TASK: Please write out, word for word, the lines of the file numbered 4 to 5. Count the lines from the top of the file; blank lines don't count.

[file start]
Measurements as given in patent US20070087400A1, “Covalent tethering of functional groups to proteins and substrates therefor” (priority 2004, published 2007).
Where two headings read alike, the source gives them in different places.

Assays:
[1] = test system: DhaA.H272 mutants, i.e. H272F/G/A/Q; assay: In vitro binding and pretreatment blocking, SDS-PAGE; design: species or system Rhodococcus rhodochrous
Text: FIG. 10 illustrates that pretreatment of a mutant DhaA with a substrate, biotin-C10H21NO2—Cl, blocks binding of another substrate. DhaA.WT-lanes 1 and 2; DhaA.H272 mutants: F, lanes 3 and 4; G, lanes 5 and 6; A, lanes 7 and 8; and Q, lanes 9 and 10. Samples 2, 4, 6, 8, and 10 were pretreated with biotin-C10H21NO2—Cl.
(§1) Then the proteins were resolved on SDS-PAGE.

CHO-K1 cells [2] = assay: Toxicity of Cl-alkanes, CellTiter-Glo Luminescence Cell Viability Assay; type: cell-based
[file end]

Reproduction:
[1] = test system: DhaA.H272 mutants, i.e. H272F/G/A/Q; assay: In vitro binding and pretreatment blocking, SDS-PAGE; design: species or system Rhodococcus rhodochrous
Text: FIG. 10 illustrates that pretreatment of a mutant DhaA with a substrate, biotin-C10H21NO2—Cl, blocks binding of another substrate. DhaA.WT-lanes 1 and 2; DhaA.H272 mutants: F, lanes 3 and 4; G, lanes 5 and 6; A, lanes 7 and 8; and Q, lanes 9 and 10. Samples 2, 4, 6, 8, and 10 were pretreated with biotin-C10H21NO2—Cl.